The United Nations just said that coronavirus could wipe out the equivalent of 195 million jobs worldwide

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The United Nations just said that coronavirus could wipe out the equivalent of 195 million jobs worldwide

FILE PHOTO: People who lost their jobs wait in line to file for unemployment following an outbreak of the coronavirus disease (COVID-19), at an Arkansas Workforce Center in Fayetteville, Arkansas, U.S. April 6, 2020. REUTERS/Nick Oxford

Reuters

People who lost their jobs wait in line to file for unemployment following an outbreak of the coronavirus disease at an Arkansas Workforce Center in Fayetteville, Arkansas on April 6.

  • A United Nations agency released a report on Tuesday forecasting a 7% drop in global working hours in the second quarter. A drop so severe represents roughly 195 million full-time jobs worldwide.
  • The devastating report comes just three weeks after the agency said the coronavirus will wipe out 25 million jobs - Guy Ryder, the director of United Nations' International Labour Organization, now estimates 30 million jobs were lost in the first quarter of 2020 alone.
  • Ryder said the "catastrophe" is evident in "both developed and developing countries," and will be more evident in certain sectors, like retail and food services.
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The coronavirus pandemic is already pushing the global economy toward recession, with job losses already erupting across many labor sectors within the US. And the United Nations' International Labour Organization (ILO) just said its going to get worse worldwide.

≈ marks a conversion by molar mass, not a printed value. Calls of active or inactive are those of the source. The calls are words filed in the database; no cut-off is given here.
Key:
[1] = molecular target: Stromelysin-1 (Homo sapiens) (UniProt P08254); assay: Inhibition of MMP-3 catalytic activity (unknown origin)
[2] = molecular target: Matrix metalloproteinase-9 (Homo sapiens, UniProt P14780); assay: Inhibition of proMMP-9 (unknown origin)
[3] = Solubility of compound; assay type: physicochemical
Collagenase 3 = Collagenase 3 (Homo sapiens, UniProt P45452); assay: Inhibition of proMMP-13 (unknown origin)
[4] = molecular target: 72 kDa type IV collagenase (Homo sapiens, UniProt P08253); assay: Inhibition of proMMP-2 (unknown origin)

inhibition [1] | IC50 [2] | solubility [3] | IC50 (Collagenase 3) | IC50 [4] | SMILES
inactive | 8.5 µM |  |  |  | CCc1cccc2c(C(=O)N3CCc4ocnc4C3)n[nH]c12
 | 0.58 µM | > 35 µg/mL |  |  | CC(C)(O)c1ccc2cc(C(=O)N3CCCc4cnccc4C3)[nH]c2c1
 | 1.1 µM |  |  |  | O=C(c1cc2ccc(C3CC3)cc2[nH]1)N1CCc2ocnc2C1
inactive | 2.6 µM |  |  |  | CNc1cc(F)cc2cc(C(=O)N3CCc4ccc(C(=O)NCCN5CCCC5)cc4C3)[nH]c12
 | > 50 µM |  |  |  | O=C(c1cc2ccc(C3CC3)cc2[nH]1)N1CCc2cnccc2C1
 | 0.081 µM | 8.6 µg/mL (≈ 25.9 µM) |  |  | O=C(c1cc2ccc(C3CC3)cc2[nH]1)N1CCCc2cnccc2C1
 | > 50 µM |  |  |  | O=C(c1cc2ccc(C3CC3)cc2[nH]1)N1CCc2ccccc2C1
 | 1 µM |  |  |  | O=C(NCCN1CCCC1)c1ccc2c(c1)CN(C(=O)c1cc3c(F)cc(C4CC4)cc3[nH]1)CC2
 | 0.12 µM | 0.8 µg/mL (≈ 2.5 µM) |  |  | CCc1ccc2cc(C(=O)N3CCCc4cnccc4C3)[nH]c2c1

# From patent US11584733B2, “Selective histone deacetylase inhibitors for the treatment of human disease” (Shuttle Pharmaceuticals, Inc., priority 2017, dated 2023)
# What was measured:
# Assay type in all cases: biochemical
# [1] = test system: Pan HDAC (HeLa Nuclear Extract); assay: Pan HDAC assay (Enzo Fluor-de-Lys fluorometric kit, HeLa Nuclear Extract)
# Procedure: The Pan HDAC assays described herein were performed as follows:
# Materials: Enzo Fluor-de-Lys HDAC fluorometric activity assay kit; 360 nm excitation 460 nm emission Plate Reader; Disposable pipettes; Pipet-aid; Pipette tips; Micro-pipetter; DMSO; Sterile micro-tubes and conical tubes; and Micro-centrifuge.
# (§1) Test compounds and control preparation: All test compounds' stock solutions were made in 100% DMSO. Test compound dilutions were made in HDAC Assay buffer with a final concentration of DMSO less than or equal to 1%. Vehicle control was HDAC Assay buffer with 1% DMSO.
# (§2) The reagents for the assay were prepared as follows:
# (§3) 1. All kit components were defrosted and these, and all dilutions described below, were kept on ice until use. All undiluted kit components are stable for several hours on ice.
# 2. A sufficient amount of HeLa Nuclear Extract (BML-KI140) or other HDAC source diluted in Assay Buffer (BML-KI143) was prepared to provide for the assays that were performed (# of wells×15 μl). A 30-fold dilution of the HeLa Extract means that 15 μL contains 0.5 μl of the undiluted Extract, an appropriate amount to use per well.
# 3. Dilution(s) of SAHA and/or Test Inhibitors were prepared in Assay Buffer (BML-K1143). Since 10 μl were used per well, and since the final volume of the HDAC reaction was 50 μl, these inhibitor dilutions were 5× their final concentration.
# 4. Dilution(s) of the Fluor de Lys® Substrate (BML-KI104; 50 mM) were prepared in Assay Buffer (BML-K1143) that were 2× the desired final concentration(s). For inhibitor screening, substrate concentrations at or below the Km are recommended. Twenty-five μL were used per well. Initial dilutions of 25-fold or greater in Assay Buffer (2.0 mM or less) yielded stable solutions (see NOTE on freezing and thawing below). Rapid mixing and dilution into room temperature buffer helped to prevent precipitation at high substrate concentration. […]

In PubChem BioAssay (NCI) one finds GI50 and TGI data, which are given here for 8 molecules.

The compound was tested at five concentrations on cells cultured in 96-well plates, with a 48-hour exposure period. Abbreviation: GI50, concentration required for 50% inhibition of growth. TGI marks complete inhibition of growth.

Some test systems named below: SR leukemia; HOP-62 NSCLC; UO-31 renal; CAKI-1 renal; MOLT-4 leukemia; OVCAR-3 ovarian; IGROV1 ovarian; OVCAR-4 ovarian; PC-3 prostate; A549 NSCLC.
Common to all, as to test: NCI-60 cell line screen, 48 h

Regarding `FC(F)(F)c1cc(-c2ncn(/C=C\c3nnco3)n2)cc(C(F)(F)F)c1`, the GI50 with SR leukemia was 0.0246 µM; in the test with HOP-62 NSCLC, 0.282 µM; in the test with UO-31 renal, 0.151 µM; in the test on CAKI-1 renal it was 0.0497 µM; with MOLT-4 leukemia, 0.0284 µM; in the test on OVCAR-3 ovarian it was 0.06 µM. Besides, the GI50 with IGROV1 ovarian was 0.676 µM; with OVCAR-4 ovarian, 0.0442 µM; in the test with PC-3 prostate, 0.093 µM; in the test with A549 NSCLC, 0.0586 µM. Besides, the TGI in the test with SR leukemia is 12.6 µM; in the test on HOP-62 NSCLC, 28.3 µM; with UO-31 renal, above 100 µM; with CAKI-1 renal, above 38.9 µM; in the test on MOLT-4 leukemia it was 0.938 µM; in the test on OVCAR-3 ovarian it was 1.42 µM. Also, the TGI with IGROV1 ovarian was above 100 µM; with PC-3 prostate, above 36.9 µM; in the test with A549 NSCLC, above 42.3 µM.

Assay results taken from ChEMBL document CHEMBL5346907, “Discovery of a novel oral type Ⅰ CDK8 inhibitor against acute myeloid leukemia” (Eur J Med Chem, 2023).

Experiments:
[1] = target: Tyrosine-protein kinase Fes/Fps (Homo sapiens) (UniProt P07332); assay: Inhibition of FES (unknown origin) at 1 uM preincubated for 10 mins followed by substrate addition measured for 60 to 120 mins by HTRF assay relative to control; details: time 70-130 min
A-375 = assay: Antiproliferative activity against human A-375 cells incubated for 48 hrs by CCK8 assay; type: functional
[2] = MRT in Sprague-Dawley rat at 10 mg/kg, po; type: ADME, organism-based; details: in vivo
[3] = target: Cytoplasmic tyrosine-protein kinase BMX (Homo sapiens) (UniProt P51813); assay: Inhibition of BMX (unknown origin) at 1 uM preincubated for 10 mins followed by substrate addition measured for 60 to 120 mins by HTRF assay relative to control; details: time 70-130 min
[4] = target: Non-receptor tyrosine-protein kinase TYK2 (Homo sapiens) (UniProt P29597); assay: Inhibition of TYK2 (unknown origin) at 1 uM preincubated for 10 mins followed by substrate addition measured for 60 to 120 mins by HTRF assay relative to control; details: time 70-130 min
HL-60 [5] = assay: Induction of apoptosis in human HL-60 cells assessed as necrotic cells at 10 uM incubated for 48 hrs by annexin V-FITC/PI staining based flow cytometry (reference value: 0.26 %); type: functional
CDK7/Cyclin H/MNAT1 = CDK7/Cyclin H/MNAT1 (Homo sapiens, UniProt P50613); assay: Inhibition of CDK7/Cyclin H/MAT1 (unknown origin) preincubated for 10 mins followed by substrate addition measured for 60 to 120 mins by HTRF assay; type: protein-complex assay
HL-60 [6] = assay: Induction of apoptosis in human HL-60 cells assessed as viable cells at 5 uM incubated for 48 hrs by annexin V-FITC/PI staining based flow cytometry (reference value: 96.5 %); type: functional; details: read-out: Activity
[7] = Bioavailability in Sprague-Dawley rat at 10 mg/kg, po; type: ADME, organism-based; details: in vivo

On Tuesday, the ILO said the coronavirus is expected to decimate global working hours by nearly 7% in the coming months - a dramatic dip equivalent to 195 million full-time jobs worldwide.

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"Workers and businesses are facing catastrophe, in both developed an developing economies," said the ILO's Director-General, Guy Ryder. The ILO also said that four out of five people in the 3.3 billion-person global workforce are currently impacted by workplace closures.

Three weeks ago, the ILO initially forecasted global job loss to total 25 million at the end of 2020. It is now warning that the final figure could be substantially higher than the original projection. In the new report, Ryder estimated more than 30 million jobs were lost in the first quarter of 2020 alone.

He also said that certain sectors will bear the brunt of the collapse - singling out the retail, real estate, manufacturing, and food service industries. The ILO also estimated that 1.25 billion workers - or 38% of the total global workforce - are employed in these sectors.

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In the US, a record-breaking 6.6 million people filed for unemployment in one week alone, and the economy has already plummeted to Great Recession lows.

Even still, Ryder pointed out the greatest concern lies with still developing countries. "If one country fails, then we all fail," Ryder said. "We must find solutions that help all segments of our global society, particularly those that are most vulnerable or least able to help themselves."

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